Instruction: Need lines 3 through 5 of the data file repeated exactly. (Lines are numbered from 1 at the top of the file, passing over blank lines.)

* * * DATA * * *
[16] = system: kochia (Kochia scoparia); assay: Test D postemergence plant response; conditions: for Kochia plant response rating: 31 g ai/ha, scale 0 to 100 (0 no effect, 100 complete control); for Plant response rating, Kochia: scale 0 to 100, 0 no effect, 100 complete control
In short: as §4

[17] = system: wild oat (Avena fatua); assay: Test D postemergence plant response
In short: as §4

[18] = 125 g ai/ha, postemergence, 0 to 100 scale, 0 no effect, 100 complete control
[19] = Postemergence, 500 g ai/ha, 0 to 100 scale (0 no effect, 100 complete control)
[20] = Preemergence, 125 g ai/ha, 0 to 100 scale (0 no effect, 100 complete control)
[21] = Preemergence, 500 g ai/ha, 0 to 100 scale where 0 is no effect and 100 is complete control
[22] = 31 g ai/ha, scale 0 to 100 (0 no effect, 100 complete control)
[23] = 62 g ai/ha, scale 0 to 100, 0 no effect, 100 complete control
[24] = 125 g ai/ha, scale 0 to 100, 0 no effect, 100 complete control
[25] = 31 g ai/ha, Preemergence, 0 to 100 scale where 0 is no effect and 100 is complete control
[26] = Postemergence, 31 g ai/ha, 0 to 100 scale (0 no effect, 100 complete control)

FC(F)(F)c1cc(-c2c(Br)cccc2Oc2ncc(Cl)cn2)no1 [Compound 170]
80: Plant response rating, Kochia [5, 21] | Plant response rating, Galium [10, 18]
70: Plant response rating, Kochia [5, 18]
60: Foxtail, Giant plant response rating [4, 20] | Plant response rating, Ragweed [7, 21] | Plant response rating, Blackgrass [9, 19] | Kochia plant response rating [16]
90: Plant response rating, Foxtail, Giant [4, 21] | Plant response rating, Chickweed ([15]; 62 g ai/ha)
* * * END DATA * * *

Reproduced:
[17] = system: wild oat (Avena fatua); assay: Test D postemergence plant response
In short: as §4

[18] = 125 g ai/ha, postemergence, 0 to 100 scale, 0 no effect, 100 complete control